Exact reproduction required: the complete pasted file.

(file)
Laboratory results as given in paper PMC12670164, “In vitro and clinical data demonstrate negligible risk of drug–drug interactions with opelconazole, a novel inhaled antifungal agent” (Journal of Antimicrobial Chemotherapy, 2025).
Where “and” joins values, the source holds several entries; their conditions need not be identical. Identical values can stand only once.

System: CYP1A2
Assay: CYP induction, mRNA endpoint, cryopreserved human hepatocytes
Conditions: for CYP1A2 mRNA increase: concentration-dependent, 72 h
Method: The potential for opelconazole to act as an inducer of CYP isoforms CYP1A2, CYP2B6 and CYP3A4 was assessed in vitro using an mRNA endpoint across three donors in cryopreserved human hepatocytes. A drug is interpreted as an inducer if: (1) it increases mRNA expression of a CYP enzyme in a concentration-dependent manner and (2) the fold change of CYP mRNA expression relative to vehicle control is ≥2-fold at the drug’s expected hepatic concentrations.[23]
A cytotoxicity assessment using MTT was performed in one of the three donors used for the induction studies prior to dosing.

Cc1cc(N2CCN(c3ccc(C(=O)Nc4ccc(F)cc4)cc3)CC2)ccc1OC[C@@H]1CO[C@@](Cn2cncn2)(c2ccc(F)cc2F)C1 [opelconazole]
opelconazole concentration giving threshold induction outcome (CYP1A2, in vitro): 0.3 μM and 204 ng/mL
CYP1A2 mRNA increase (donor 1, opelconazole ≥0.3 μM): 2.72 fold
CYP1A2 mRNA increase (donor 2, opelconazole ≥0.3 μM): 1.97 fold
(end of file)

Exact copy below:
Laboratory results as given in paper PMC12670164, “In vitro and clinical data demonstrate negligible risk of drug–drug interactions with opelconazole, a novel inhaled antifungal agent” (Journal of Antimicrobial Chemotherapy, 2025).
Where “and” joins values, the source holds several entries; their conditions need not be identical. Identical values can stand only once.

System: CYP1A2
Assay: CYP induction, mRNA endpoint, cryopreserved human hepatocytes
Conditions: for CYP1A2 mRNA increase: concentration-dependent, 72 h
Method: The potential for opelconazole to act as an inducer of CYP isoforms CYP1A2, CYP2B6 and CYP3A4 was assessed in vitro using an mRNA endpoint across three donors in cryopreserved human hepatocytes. A drug is interpreted as an inducer if: (1) it increases mRNA expression of a CYP enzyme in a concentration-dependent manner and (2) the fold change of CYP mRNA expression relative to vehicle control is ≥2-fold at the drug’s expected hepatic concentrations.[23]
A cytotoxicity assessment using MTT was performed in one of the three donors used for the induction studies prior to dosing.

Cc1cc(N2CCN(c3ccc(C(=O)Nc4ccc(F)cc4)cc3)CC2)ccc1OC[C@@H]1CO[C@@](Cn2cncn2)(c2ccc(F)cc2F)C1 [opelconazole]
opelconazole concentration giving threshold induction outcome (CYP1A2, in vitro): 0.3 μM and 204 ng/mL
CYP1A2 mRNA increase (donor 1, opelconazole ≥0.3 μM): 2.72 fold
CYP1A2 mRNA increase (donor 2, opelconazole ≥0.3 μM): 1.97 fold